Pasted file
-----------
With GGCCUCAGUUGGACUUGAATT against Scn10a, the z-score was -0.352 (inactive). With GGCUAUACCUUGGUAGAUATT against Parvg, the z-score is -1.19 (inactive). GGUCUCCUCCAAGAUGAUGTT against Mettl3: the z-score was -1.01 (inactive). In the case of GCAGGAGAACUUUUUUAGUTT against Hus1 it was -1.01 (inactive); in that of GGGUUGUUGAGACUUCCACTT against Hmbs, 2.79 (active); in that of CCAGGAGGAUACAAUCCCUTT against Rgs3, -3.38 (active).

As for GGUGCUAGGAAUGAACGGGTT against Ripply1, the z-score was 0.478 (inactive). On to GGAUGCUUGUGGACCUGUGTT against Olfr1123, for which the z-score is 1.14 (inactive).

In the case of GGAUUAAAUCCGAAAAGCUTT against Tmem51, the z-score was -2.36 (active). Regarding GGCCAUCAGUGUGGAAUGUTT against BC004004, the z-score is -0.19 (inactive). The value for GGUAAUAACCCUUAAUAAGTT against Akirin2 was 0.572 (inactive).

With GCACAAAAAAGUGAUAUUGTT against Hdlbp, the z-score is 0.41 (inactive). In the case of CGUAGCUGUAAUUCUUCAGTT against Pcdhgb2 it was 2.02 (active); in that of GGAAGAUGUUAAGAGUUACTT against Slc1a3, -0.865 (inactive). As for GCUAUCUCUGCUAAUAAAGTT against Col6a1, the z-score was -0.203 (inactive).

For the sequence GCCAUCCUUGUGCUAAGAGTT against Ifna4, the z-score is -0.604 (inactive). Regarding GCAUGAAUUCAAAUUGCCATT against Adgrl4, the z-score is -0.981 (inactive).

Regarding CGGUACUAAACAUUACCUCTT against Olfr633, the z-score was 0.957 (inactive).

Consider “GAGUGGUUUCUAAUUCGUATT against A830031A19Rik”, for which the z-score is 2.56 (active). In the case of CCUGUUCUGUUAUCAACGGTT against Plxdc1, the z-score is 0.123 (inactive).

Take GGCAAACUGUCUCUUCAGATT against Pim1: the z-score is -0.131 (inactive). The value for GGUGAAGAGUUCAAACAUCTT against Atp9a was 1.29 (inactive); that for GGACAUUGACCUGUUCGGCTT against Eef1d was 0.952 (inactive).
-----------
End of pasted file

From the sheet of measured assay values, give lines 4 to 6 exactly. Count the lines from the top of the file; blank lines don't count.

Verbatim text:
With GCACAAAAAAGUGAUAUUGTT against Hdlbp, the z-score is 0.41 (inactive). In the case of CGUAGCUGUAAUUCUUCAGTT against Pcdhgb2 it was 2.02 (active); in that of GGAAGAUGUUAAGAGUUACTT against Slc1a3, -0.865 (inactive). As for GCUAUCUCUGCUAAUAAAGTT against Col6a1, the z-score was -0.203 (inactive).

For the sequence GCCAUCCUUGUGCUAAGAGTT against Ifna4, the z-score is -0.604 (inactive). Regarding GCAUGAAUUCAAAUUGCCATT against Adgrl4, the z-score is -0.981 (inactive).

Regarding CGGUACUAAACAUUACCUCTT against Olfr633, the z-score was 0.957 (inactive).